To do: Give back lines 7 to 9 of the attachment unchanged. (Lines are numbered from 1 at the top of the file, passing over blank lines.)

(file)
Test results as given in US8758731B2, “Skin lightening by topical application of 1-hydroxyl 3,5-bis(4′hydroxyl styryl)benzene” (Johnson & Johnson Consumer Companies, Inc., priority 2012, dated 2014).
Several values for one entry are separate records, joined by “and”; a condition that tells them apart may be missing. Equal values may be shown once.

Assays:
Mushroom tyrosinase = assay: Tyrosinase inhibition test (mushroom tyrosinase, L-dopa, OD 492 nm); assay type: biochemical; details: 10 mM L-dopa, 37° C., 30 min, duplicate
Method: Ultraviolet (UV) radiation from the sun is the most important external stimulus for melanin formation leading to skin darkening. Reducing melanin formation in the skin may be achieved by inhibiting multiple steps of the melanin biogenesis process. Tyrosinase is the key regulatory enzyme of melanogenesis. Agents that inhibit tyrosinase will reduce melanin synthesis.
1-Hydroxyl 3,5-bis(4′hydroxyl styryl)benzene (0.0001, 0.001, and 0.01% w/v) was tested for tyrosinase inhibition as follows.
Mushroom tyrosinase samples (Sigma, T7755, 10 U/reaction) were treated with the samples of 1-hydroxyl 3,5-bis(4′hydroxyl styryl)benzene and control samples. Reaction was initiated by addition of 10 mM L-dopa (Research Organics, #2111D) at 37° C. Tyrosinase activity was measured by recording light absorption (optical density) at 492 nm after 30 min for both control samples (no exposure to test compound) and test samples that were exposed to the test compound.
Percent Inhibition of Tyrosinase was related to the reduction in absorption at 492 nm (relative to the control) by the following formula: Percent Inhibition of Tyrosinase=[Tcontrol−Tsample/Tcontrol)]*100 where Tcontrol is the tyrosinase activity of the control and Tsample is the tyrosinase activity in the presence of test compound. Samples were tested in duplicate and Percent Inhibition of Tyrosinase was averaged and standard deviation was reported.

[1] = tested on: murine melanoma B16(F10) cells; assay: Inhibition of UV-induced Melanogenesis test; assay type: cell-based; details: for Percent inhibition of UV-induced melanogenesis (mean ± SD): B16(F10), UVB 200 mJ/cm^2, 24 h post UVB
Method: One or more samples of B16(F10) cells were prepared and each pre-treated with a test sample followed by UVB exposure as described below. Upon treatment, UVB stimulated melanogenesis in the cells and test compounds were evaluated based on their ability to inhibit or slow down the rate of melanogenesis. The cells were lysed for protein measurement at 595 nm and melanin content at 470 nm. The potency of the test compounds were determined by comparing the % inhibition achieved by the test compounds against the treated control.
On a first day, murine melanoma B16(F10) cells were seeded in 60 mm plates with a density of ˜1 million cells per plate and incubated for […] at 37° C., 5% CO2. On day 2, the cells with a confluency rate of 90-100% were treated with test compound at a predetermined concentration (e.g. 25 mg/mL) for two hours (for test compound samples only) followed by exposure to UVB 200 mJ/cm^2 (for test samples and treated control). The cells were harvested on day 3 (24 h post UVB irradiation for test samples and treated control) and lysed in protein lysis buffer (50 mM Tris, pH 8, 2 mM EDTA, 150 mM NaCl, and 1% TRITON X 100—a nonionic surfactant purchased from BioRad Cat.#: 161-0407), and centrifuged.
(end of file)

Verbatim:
Mushroom tyrosinase samples (Sigma, T7755, 10 U/reaction) were treated with the samples of 1-hydroxyl 3,5-bis(4′hydroxyl styryl)benzene and control samples. Reaction was initiated by addition of 10 mM L-dopa (Research Organics, #2111D) at 37° C. Tyrosinase activity was measured by recording light absorption (optical density) at 492 nm after 30 min for both control samples (no exposure to test compound) and test samples that were exposed to the test compound.
Percent Inhibition of Tyrosinase was related to the reduction in absorption at 492 nm (relative to the control) by the following formula: Percent Inhibition of Tyrosinase=[Tcontrol−Tsample/Tcontrol)]*100 where Tcontrol is the tyrosinase activity of the control and Tsample is the tyrosinase activity in the presence of test compound. Samples were tested in duplicate and Percent Inhibition of Tyrosinase was averaged and standard deviation was reported.

[1] = tested on: murine melanoma B16(F10) cells; assay: Inhibition of UV-induced Melanogenesis test; assay type: cell-based; details: for Percent inhibition of UV-induced melanogenesis (mean ± SD): B16(F10), UVB 200 mJ/cm^2, 24 h post UVB